Retirement Plans

For many years, Qualified Retirement Plans have been one of the most advantageous investments for both employers and employees. Employer contributions are fully deductible as a business expense; and, Employee Salary Reduction Contributions under a 401(k) Plan will reduce the employees’ federal income tax liability. Participating employees are not taxed on contributions toward their benefit until withdrawn. Furthermore, all investment earnings are exempt from income tax during accumulation.  Generally, no funds can be distributed except in the case of death, disability, retirement or termination of employment.  In the case of termination of employment, the vested balance is distributable; however, there is usually a 10% IRS penalty in addition to normal income taxes for those under age 59 1/2.  When distribution is made, income taxes must be paid on the amount distributed unless a direct transfer is made into another qualified plan or IRA.  As with IRA’s, distributions must begin by attainment of age 72.

DEFINED BENEFIT PLANS – Benefits are predetermined by formula. Annual required contributions are based upon the benefit formula selected. This type of plan generally favors older, higher paid employees. I.E., Maximum contributions can be in excess of $100,000 (depending upon actuarial factors) for older, key employees. Contributions for younger employees are significantly lower since there are more years to fund for their benefit.

DEFINED CONTRIBUTION PLANS – Contributions are predetermined by formula. Maximum individual contribution (including employer and employee contributions, and any forfeitures) is the lesser of 100% of gross salary, or $66,000 (for 2023). Also, employee contributions under a 401(k) Plan are not considered for purposes of the 25% overall plan total contribution limits.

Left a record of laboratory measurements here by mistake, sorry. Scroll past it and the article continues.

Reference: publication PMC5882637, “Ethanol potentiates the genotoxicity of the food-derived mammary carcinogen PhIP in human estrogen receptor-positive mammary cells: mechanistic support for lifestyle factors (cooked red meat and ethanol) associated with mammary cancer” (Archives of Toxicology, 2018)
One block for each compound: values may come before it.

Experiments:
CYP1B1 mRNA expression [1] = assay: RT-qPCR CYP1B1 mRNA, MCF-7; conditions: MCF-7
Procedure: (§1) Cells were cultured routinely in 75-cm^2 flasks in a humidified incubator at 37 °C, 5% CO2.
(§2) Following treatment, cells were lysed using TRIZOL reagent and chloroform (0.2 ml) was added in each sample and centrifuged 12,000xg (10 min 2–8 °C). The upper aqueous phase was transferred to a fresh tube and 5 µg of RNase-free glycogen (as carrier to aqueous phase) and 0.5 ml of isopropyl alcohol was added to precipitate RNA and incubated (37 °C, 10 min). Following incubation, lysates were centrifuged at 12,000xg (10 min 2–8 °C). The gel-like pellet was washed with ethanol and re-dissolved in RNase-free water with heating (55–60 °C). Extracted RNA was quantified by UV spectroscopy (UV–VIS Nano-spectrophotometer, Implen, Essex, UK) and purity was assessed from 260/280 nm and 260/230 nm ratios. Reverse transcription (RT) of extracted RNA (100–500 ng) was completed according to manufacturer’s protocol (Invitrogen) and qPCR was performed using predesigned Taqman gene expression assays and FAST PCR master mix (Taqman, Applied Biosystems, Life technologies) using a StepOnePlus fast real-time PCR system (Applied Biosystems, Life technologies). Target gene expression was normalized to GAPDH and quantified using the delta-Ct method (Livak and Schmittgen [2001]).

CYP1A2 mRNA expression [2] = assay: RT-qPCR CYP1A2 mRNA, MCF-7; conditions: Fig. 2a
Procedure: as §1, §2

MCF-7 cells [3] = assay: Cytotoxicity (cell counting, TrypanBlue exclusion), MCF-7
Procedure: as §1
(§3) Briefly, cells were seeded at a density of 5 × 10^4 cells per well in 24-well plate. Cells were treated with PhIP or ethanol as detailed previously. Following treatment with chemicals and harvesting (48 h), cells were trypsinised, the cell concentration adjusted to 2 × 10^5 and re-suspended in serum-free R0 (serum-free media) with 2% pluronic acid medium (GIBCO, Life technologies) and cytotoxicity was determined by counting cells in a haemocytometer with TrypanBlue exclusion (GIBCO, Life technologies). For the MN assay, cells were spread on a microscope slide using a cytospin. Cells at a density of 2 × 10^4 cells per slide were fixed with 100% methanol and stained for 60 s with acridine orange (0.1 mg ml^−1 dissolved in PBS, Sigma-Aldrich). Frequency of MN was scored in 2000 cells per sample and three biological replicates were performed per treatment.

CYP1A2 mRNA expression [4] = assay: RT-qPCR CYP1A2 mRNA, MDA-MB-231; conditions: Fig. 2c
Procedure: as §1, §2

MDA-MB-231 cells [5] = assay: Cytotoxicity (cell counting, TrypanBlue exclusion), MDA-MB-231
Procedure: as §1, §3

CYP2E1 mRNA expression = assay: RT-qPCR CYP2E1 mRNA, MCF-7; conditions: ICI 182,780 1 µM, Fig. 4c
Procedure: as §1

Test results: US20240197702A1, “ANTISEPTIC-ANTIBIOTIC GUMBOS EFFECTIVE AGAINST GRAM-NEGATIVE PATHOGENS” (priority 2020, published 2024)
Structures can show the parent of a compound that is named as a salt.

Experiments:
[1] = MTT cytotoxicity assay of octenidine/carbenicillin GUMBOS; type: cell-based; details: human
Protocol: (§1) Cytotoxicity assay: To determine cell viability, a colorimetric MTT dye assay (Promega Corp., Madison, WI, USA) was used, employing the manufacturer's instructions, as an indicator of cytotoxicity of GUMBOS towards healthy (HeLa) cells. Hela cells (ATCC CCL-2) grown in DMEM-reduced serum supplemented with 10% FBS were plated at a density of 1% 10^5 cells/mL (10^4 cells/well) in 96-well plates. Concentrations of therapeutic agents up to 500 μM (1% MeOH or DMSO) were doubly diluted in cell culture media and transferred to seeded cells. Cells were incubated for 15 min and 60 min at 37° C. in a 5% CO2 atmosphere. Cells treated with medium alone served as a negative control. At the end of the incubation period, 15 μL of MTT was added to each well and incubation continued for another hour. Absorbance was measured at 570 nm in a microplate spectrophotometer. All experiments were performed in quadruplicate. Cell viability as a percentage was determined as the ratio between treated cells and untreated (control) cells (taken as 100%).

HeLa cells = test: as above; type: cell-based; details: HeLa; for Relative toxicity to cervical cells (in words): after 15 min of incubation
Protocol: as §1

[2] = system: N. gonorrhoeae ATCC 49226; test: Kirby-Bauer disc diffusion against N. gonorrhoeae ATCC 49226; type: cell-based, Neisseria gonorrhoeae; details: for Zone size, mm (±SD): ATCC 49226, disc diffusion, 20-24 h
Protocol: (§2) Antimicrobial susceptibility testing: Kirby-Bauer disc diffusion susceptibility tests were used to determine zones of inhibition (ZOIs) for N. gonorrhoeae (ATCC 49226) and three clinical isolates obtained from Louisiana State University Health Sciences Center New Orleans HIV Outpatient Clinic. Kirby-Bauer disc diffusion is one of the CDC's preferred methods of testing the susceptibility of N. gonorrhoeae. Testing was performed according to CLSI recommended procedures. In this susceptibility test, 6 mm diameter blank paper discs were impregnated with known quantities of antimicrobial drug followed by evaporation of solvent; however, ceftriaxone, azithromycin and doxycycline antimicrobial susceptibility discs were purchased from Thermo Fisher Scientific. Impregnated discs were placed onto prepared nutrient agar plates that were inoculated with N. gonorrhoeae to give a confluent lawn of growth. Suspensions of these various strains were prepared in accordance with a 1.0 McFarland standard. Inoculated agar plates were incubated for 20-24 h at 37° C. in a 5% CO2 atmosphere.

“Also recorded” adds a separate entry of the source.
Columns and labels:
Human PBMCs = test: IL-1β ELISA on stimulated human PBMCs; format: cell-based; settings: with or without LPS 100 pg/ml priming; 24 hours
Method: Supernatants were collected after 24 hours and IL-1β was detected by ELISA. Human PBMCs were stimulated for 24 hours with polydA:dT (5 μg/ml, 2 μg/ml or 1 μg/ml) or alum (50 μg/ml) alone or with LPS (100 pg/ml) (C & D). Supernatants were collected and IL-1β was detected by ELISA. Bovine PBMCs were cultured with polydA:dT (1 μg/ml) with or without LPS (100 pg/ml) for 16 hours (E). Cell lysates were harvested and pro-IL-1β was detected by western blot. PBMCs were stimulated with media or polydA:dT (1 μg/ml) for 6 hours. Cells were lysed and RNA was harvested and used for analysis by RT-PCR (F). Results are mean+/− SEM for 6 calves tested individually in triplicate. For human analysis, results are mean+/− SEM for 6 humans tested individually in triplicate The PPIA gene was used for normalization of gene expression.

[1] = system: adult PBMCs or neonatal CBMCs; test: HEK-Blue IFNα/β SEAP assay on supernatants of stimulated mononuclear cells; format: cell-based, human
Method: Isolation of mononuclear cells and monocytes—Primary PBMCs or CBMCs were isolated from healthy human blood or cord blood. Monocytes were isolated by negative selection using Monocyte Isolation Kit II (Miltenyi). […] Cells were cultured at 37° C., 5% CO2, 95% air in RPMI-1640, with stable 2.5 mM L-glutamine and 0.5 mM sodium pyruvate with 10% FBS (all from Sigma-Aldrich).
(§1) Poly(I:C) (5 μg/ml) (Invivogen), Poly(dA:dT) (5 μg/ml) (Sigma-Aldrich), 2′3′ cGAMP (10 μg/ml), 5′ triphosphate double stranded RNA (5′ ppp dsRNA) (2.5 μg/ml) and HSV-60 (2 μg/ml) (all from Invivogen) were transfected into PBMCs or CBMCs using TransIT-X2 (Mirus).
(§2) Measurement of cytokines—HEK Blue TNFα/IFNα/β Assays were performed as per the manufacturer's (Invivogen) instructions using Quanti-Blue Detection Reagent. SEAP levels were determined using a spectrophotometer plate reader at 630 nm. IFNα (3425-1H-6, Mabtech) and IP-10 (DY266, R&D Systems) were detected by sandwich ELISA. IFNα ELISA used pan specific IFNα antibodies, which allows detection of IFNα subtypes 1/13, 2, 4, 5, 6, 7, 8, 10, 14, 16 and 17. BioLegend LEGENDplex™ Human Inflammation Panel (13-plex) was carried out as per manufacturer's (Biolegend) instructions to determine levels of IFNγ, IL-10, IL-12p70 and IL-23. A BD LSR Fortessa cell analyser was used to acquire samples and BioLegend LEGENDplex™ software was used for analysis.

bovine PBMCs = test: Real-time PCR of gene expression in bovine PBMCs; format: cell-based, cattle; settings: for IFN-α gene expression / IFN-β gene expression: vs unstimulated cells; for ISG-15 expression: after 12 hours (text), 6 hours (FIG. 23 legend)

401(k) – Employees may elect Roth and/or salary deferral contributions – up to a maximum of $22,500 (for 2023).  Supplementary “catch up” contributions ($7,500 additional) may also be made by those employees age 50 or over. Employer may match any percent of the employees’ contributions desired (including top dollar limits for the matching). An optional employer profit sharing contribution may also be made. Discrimination testing is required, but may be eliminated by “safe-harbor” 100% vested matching employer contributions of 4%.

Profit Sharing – Deposits determined by a flexible contribution formula. Annual contribution must be between 0% and 25% of salary. Allocation formulas based upon age and other factors (to benefit key employees) are allowed – including age-based, integration with social security and cross-tested comparability plans.

Pension Concepts – Employee Benefit Specialists since 1974